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Focus on Pheasants

FOP Home| Why Pheasants are Important | The Land - Harvest Time and Pheasants| It's All about Habitat | Realizing the Full Potential of CRP | Heritage of Hunting |

Equipment and Technique

George Benson Jr. of Stanton has disked and interseeded thousands of acres of CRP for landowners and offers advice on equipment and methods. Of course, each farmer knows best the capabilities of the equipment he operates and the characteristics of his land.

George Benson Jr. of Stanton disks a Stanton County CRP field in preparation for interseeding legumes and forbs.

Benson said that grass and other litter is usually not a problem even in old stands, but where it is troublesome, burning or haying prior to disking also helps.

In 2004, Benson used a John Deere 4840 with a 25-foot tandem disk and harrow to do his fieldwork. He also ran a 4320 with a 20-foot tandem disk and harrow. The tractor should be 150 horsepower or greater to pull the larger disks. On harder soils, Benson found that a minimum of two passes with the disk is necessary to prepare the seedbed adequately. This still leaves the field rough, but with time and moisture, the clods break down.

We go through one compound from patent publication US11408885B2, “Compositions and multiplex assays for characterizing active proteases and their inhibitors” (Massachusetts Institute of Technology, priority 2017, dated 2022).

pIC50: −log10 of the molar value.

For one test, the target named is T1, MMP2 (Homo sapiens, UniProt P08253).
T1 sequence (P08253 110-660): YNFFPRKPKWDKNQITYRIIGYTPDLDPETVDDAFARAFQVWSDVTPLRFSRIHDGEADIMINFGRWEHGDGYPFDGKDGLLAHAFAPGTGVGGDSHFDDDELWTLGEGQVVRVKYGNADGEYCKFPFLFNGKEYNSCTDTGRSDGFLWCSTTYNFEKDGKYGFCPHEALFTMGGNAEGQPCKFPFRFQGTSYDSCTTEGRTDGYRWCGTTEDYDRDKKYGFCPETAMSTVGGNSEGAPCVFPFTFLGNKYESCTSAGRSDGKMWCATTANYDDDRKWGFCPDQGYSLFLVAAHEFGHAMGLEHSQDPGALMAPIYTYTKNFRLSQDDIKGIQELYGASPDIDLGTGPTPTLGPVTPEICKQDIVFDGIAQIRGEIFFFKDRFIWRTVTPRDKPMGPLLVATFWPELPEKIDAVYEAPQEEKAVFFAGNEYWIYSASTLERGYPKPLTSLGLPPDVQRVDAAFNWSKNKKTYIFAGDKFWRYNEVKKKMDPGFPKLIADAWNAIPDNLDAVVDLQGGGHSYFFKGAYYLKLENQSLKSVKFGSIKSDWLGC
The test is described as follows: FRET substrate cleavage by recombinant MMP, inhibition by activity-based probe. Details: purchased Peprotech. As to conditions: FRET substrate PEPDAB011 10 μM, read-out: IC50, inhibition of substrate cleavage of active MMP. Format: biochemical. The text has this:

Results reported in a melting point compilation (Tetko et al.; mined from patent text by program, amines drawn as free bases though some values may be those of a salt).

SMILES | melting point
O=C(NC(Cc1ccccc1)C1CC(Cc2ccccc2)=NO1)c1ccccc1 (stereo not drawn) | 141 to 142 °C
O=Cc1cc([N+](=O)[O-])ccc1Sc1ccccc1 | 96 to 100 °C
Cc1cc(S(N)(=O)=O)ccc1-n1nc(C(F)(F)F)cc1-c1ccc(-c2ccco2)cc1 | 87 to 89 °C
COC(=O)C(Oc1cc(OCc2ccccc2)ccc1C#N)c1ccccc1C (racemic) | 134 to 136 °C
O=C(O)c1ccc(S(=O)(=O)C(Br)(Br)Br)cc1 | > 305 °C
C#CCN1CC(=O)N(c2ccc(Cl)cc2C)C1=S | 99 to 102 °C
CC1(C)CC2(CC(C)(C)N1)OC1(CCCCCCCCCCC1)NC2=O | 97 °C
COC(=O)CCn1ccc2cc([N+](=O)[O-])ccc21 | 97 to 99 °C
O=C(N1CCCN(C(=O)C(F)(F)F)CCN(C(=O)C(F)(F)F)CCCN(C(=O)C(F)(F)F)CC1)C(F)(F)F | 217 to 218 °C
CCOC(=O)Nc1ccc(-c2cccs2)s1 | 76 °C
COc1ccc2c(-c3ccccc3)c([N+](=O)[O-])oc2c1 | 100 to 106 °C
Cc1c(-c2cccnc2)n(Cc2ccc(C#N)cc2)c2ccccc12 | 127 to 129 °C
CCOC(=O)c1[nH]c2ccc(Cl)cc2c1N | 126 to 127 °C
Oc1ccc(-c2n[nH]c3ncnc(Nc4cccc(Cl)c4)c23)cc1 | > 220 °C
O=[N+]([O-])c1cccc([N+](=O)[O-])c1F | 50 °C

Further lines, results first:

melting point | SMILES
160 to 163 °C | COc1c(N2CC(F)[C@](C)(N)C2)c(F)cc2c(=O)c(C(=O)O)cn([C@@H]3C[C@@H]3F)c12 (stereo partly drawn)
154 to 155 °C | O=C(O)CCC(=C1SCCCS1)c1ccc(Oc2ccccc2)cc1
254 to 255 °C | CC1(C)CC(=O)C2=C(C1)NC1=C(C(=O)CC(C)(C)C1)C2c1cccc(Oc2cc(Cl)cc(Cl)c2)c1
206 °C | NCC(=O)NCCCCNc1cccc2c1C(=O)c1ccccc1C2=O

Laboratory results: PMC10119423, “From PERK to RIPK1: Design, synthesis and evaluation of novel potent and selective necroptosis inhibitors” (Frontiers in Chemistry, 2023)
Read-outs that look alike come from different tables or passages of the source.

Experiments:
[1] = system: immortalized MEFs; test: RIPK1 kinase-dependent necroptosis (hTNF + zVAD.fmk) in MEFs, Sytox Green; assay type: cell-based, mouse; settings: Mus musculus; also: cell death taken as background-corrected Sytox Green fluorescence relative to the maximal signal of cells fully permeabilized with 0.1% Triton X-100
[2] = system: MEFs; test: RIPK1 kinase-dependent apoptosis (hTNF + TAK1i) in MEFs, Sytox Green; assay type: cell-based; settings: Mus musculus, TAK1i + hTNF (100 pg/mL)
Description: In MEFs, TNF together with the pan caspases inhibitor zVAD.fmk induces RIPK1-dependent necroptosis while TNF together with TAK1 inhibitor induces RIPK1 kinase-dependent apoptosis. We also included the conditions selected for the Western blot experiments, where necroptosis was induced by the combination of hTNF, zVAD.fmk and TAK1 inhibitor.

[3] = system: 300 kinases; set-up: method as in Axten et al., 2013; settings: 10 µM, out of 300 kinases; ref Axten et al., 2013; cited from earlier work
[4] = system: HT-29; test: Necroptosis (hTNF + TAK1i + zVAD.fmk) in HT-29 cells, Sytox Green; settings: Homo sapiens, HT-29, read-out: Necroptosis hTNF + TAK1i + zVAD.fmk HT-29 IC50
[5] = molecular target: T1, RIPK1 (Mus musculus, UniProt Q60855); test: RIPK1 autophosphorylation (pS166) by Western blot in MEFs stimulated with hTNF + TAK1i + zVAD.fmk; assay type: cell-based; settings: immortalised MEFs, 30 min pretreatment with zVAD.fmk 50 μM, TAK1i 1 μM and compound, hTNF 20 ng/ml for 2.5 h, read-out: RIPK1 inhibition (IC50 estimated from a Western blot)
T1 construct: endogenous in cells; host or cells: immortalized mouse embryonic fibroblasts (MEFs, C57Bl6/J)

Staggering disk coverage helps ensure uniform depth. Harrowing works well to knock down clods, speeds up the second pass and helps to keep remaining vegetation laid down in the right direction if the ground is going to be interseeded with legumes, according to Benson. The ground should be dry and work performed only when allowed by USDA rules. Benson disks at about 2,200 rpm, or about 6 mph, which allows him to cover about eight to 10 acres per hour. Fuel consumption ranges from six to eight gallons per hour at that rate.

Once the seedbed has been prepared, Benson recommends using a 10-foot or larger no-till drill because of rough field conditions. End gate seeders, other seed drills, and floating with fertilizer spreaders have also been used successfully. Although no magic rate for legume interseeding has been determined, USDA field offices normally offer recommendations of five to seven pounds per acre of legumes.

Habitat/Seed Mixtures

Pheasants Forever, with assistance from the Nebraska Game and Parks Commission, has designed a series of seed mixtures specifically for wildlife habitat plantings in Nebraska. Pheasants Forever and the Commission offer any landowner in the state advice on which specialized mixtures to plant and sources of these seed mixes at the best price possible.

Pheasant Forever provides seed to more than 1,600 landowners each year for CRP, CREP, CRP-MAP, buffer strips and winter cover plantings on more than 29,000 acres. Through its ability to buy seed on a statewide basis, Pheasants Forever can offer grass and legume mixtures at a cost usually 20 to 40 percent below retail. Call (308) 754-5339.


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